\(\mathit{LinCone}(S) =\left\{ \left. \sum_{p \in S} \alpha_p \times p~\right~\alpha_p \mbox{ are positive constants} \right\}\)
The deductive power of
lra
overlaps with the one offield
tactic e.g., \(x = 10 * x / 10\) is solved bylra
.
lia
: a tactic for linear integer arithmetic¶

Tactic
lia
¶ This tactic solves linear goals over
Z
by searching for linear refutations and cutting planes.lia
provides support forZ
,nat
,positive
andN
by preprocessing via thezify
tactic.
High level view of lia
¶
Over \(\mathbb{R}\), positivstellensatz refutations are a complete proof
principle 3. However, this is not the case over \(\mathbb{Z}\). Actually,
positivstellensatz refutations are not even sufficient to decide
linear integer arithmetic. The canonical example is \(2 * x = 1 > \mathtt{False}\)
which is a theorem of \(\mathbb{Z}\) but not a theorem of \({\mathbb{R}}\). To remedy this
weakness, the lia
tactic is using recursively a combination of:
linear positivstellensatz refutations;
cutting plane proofs;
case split.
Cutting plane proofs¶
are a way to take into account the discreteness of \(\mathbb{Z}\) by rounding up (rational) constants upto the closest integer.

Theorem
Bound on the ceiling function
¶ Let \(p\) be an integer and \(c\) a rational constant. Then \(p \ge c \rightarrow p \ge \lceil{c}\rceil\).
For instance, from 2 x = 1 we can deduce
\(x \ge 1/2\) whose cut plane is \(x \ge \lceil{1/2}\rceil = 1\);
\(x \le 1/2\) whose cut plane is \(x \le \lfloor{1/2}\rfloor = 0\).
By combining these two facts (in normal form) \(x − 1 \ge 0\) and \(x \ge 0\), we conclude by exhibiting a positivstellensatz refutation: \(−1 \equiv x−1 + −x \in \mathit{Cone}({x−1,x})\).
Cutting plane proofs and linear positivstellensatz refutations are a complete proof principle for integer linear arithmetic.
Case split¶
enumerates over the possible values of an expression.
Theorem. Let \(p\) be an integer and \(c_1\) and \(c_2\) integer constants. Then:
\(c_1 \le p \le c_2 \Rightarrow \bigvee_{x \in [c_1,c_2]} p = x\)
Our current oracle tries to find an expression \(e\) with a small range \([c_1,c_2]\). We generate \(c_2 − c_1\) subgoals which contexts are enriched with an equation \(e = i\) for \(i \in [c_1,c_2]\) and recursively search for a proof.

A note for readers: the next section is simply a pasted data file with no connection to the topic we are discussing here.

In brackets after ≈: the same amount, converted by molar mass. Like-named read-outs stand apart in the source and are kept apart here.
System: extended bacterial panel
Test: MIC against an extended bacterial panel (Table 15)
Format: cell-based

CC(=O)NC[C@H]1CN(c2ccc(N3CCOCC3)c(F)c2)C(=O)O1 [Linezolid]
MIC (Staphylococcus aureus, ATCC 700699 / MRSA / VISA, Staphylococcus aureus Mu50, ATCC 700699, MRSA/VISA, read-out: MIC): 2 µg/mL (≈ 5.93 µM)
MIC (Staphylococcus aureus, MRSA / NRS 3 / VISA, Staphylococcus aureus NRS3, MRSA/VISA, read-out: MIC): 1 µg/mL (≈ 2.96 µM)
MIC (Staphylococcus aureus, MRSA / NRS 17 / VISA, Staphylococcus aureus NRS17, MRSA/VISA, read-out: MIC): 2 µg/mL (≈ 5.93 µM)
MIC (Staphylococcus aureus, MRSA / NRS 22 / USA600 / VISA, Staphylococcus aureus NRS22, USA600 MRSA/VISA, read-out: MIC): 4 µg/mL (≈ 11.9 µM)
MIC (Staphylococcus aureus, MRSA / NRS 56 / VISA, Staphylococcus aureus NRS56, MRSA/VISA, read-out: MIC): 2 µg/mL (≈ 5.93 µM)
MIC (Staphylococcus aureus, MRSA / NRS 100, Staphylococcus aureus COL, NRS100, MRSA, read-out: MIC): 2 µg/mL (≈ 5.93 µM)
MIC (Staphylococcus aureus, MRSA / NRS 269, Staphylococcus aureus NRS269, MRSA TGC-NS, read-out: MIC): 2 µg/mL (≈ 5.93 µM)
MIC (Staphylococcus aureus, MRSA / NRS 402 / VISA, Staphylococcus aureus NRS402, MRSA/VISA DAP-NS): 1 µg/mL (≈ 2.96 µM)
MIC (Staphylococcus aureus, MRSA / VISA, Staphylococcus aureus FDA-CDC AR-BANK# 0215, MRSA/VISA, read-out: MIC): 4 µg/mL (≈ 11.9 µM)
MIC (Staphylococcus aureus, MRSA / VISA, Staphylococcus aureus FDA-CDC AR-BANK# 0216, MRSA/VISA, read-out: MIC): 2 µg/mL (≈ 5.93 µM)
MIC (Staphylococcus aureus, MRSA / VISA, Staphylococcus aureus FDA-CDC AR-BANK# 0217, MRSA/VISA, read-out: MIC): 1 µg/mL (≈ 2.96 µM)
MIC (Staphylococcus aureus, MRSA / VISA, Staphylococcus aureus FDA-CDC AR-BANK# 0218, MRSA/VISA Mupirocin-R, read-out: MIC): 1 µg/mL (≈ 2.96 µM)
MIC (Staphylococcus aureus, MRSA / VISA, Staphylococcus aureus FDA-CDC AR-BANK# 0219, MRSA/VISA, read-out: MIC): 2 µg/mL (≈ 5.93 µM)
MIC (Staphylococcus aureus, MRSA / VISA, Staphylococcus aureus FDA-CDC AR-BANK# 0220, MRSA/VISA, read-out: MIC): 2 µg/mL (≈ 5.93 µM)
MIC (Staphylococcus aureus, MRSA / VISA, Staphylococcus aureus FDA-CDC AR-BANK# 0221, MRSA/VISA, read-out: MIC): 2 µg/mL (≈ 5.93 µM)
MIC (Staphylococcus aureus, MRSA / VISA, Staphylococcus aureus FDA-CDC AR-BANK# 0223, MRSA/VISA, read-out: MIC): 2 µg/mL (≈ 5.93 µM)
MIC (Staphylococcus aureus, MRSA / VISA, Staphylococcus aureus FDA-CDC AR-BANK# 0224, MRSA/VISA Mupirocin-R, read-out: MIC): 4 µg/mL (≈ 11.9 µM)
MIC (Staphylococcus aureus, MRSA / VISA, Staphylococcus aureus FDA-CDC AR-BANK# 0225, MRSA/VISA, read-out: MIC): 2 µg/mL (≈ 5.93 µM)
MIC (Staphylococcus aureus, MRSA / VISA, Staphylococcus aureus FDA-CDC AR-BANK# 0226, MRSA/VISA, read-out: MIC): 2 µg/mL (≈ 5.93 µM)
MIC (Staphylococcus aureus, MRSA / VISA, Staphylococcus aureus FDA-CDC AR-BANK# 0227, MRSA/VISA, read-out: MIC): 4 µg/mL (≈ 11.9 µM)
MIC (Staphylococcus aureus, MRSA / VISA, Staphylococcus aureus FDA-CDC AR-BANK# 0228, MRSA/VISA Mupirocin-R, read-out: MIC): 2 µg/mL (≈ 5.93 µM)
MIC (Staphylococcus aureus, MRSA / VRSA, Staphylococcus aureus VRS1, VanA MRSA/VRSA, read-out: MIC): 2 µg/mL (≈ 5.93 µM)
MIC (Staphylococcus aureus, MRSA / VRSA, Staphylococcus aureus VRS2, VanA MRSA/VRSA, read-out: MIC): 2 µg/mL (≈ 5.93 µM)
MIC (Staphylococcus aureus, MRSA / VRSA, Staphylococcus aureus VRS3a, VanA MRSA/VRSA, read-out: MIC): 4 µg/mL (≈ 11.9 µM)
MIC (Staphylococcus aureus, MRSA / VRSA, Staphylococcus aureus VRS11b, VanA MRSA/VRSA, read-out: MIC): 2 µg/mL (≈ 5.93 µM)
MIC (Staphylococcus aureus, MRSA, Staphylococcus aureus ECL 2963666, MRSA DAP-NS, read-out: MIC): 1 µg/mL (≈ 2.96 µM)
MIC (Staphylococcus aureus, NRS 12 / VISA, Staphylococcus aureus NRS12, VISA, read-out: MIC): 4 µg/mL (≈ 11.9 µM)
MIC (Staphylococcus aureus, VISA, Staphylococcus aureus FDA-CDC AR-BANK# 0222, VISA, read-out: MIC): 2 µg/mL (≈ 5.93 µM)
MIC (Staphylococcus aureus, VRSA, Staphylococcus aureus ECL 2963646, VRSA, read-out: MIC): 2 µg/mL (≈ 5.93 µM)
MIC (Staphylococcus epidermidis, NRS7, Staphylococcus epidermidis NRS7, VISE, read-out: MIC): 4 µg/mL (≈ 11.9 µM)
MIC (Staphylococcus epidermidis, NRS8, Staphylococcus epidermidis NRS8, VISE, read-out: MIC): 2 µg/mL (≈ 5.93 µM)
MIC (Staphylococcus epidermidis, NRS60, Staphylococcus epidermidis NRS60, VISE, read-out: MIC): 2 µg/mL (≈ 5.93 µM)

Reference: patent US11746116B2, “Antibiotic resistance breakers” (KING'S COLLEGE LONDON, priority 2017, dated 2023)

nra
: a proof procedure for nonlinear arithmetic¶

Tactic
nra
¶ This tactic is an experimental proof procedure for nonlinear arithmetic. The tactic performs a limited amount of nonlinear reasoning before running the linear prover of
lra
. This preprocessing does the following:
If the context contains an arithmetic expression of the form \(e[x^2]\) where \(x\) is a monomial, the context is enriched with \(x^2 \ge 0\);
For all pairs of hypotheses \(e_1 \ge 0\), \(e_2 \ge 0\), the context is enriched with \(e_1 \times e_2 \ge 0\).
After this preprocessing, the linear prover of lra
searches for a
proof by abstracting monomials by variables.
nia
: a proof procedure for nonlinear integer arithmetic¶
psatz
: a proof procedure for nonlinear arithmetic¶

Tactic
psatz
¶ This tactic explores the Cone by increasing degrees – hence the depth parameter n. In theory, such a proof search is complete – if the goal is provable the search eventually stops. Unfortunately, the external oracle is using numeric (approximate) optimization techniques that might miss a refutation.
To illustrate the working of the tactic, consider we wish to prove the following Coq goal:
As shown, such a goal is solved by intro x. psatz Z 2.
. The oracle returns the
cone expression \(2 \times (x1) + (\mathbf{x1}) \times (\mathbf{x−1}) + x^2\)
(polynomial hypotheses are printed in bold). By construction, this expression
belongs to \(\mathit{Cone}({−x^2,x 1})\). Moreover, by running ring
we
obtain \(1\). By Theorem Psatz, the goal is valid.
zify
: preprocessing of arithmetic goals¶

Tactic
zify
¶ This tactic is internally called by
lia
to support additional types e.g.,nat
,positive
andN
. By requiring the moduleZifyBool
, the boolean typebool
and some comparison operators are also supported.zify
can also be extended by rebinding the tacticZify.zify_post_hook
that is run immediately afterzify
.To support
Z.div
andZ.modulo
:Ltac Zify.zify_post_hook ::= Z.div_mod_to_equations
.To support
Z.quot
andZ.rem
:Ltac Zify.zify_post_hook ::= Z.quot_rem_to_equations
.To support
Z.div
,Z.modulo
,Z.quot
, andZ.rem
:Ltac Zify.zify_post_hook ::= Z.to_euclidean_division_equations
.

Command
Show Zify InjTyp
¶ This command shows the list of types that can be injected into
Z
.

Command
Show Zify Spec
¶ This command shows the list of operators over
Z
that are compiled using their specification e.g.,Z.min
.
 1
Sources and binaries can be found at https://projects.coinor.org/Csdp
 2
Variants deal with equalities and strict inequalities.
 3
In practice, the oracle might fail to produce such a refutation.